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CHARLESTON, W.Va. (AP) — Three years after the Obama administration lowered the allowable limits for miners' exposure to coal dust, the Trump administration has brought the standards up for review.
Federal mining regulators indicated Thursday that they are reconsidering rules meant to protect underground miners from breathing coal and rock dust — the cause of black lung — and diesel exhaust, which can cause cancer.
An advocate for coal miners said that's "a very bad signal."
The Mine Safety and Health Administration has asked for public comment on whether standards "could be improved or made more effective or less burdensome by accommodating advances in technology, innovative techniques, or less costly methods."
Some "requirements that could be streamlined or replaced in frequency" involve coal and rock dust. Others address diesel exhaust, which can have health impacts ranging from headaches and nausea to respiratory disease and cancer.
"Because of the carcinogenic health risk to miners from exposure to diesel exhaust, MSHA is requesting information on approaches that would improve control of diesel particulate matter and diesel exhaust," the agency said.
The Trump administration has said many federal regulations, including pollution restrictions, have depressed the coal industry and other sectors of the economy.
"President Trump made clear the progress his Administration is making in bringing common sense to regulations that hold back job creation and prosperity," Labor Secretary Alexander Acosta said Thursday in releasing his agency's regulatory and deregulatory agenda. "The Department of Labor will continue to protect American workers' interests while limiting the burdens of over-regulation."
The notices on coal dust and underground diesel exhaust had few details. Both were described as "pre-rule stage."
MSHA in 2014 had promised to conduct a retrospective study of the new dust rule, spokeswoman Amy Louviere said Friday. The current notice seeks comments on that and also on whether existing standards and regulations could be made more effective or less burdensome, she said.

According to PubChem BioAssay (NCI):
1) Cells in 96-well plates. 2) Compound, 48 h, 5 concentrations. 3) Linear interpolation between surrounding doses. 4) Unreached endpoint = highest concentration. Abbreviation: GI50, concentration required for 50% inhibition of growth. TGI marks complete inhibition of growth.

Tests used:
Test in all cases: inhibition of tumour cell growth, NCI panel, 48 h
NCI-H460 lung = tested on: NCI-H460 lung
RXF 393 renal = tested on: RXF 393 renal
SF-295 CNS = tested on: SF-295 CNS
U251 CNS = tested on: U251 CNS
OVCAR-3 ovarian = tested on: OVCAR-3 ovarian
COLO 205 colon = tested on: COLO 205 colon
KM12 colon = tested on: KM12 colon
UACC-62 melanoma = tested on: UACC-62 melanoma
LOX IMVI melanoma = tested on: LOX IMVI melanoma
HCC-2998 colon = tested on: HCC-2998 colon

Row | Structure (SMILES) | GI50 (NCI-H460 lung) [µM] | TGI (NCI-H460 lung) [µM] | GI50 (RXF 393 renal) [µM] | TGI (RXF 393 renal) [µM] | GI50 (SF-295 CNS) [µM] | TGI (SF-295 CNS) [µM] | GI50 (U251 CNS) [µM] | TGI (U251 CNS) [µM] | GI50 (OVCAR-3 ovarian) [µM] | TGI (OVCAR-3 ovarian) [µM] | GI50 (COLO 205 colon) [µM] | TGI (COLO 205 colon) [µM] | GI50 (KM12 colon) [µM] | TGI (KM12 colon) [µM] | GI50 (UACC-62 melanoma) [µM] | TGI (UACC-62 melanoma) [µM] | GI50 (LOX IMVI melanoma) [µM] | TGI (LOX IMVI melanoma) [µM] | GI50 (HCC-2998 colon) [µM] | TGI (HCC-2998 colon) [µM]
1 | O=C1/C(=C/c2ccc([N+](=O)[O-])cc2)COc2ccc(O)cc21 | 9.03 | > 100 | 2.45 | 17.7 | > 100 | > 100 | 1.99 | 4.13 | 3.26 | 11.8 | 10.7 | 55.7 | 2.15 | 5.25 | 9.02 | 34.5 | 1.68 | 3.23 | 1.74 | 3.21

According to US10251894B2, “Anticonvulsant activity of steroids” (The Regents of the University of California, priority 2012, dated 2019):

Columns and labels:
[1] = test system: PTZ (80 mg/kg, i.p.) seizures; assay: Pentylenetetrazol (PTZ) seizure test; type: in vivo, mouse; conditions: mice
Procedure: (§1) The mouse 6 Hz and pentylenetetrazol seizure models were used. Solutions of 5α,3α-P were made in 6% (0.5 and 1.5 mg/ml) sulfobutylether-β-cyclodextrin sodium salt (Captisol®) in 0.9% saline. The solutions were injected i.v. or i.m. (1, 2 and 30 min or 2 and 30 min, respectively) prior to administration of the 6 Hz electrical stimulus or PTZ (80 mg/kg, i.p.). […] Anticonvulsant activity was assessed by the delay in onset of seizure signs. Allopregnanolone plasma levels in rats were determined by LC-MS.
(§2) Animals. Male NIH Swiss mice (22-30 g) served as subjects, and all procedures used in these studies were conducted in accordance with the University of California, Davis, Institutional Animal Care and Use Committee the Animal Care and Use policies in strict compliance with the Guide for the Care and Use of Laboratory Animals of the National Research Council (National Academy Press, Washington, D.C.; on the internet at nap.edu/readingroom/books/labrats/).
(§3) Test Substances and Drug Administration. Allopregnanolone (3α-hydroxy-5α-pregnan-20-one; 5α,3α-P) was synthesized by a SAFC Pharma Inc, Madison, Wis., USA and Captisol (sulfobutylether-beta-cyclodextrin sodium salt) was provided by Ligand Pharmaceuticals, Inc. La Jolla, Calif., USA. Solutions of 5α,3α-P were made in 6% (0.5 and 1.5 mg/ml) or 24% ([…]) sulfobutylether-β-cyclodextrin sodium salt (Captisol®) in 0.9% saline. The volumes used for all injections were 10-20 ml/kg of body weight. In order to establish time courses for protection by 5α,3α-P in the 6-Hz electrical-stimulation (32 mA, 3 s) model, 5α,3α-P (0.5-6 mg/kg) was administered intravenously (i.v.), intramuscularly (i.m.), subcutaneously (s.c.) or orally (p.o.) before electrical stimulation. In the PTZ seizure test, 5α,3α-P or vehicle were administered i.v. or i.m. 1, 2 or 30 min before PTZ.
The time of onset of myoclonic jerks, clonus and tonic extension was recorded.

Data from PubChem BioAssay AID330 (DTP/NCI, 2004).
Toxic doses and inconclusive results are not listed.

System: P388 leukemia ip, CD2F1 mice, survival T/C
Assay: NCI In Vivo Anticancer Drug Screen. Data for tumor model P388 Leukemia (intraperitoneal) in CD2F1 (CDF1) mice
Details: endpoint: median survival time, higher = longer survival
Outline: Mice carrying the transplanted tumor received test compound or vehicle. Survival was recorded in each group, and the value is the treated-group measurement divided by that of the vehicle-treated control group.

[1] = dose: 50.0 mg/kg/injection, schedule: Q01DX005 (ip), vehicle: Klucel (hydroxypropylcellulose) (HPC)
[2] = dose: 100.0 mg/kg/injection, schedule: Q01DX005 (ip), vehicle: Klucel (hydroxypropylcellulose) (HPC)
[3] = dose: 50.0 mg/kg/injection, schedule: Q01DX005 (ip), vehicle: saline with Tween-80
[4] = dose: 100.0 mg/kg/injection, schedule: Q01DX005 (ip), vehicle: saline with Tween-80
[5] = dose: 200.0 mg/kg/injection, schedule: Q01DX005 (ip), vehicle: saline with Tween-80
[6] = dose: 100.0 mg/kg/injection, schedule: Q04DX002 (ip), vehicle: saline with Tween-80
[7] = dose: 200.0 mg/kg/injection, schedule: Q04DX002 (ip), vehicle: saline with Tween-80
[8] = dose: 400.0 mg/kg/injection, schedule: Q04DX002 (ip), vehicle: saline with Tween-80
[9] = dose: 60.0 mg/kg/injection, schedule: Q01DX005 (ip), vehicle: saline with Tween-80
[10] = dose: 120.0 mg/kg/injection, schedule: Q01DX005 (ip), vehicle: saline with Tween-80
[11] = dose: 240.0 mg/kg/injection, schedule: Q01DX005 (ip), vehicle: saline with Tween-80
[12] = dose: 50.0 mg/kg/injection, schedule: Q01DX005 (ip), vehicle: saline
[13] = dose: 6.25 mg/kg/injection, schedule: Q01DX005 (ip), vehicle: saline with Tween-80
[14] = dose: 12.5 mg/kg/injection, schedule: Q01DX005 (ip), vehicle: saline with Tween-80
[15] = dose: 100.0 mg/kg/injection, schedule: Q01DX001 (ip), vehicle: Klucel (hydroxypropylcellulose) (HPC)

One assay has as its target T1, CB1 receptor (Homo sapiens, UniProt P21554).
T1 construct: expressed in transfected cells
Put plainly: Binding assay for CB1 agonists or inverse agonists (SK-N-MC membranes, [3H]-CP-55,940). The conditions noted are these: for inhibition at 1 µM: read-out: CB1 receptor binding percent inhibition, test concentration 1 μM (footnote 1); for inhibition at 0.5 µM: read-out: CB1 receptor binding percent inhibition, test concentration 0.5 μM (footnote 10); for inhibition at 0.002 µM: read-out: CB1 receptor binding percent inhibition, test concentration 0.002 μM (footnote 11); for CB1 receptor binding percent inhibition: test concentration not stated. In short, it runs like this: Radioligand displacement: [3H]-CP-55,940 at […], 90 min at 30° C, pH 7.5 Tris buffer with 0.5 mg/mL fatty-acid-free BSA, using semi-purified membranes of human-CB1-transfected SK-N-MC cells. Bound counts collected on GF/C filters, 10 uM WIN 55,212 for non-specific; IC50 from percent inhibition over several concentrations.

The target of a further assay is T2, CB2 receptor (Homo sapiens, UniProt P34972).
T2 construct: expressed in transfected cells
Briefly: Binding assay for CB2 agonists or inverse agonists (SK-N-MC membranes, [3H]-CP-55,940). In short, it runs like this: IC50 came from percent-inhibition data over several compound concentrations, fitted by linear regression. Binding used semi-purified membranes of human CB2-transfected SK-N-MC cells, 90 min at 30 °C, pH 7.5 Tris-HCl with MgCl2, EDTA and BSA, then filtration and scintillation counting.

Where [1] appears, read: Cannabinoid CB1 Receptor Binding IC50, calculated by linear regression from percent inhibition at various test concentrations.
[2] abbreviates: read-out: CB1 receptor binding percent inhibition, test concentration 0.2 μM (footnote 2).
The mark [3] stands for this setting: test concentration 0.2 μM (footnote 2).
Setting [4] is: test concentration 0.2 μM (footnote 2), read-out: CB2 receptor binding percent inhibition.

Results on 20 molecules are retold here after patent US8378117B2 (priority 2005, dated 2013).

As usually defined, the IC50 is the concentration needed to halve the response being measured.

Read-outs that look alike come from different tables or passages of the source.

"I think it's a very bad signal for coal miners that MSHA is wanting to revisit the issue of coal dust and rock dust as well as diesel exhaust," said attorney Tony Oppegard, who represents miners in safety cases. "I don't think the Trump administration has coal miners' best interests at heart. They're aligned with coal mine operators as opposed to miners, and the only reasons they would want to reopen these rules or revisit these rules are to weaken them."
The Obama administration, through a lengthy rulemaking process, lowered the allowable limit for miners' dust exposure three years ago, Oppegard said. The industry and its mine operators opposed that for years, he said.
At the National Mining Association, which represents mine operators, spokesman Luke Popovich said Friday that they believe a review of the dust-exposure rule "might shed valuable information on ... ways it might be improved to provide further protection for miners while eliminating unnecessary implementation requirements for operators."
David Zatezalo, a retired West Virginia coal mining executive chosen by Trump to head MSHA, said at his November confirmation hearing that the U.S. industry is safer and healthier than ever before. He said progress is needed, including technology for real-time monitoring of silica dust blamed for a virulent variation of the black lung disease that has afflicted even some younger coal miners.
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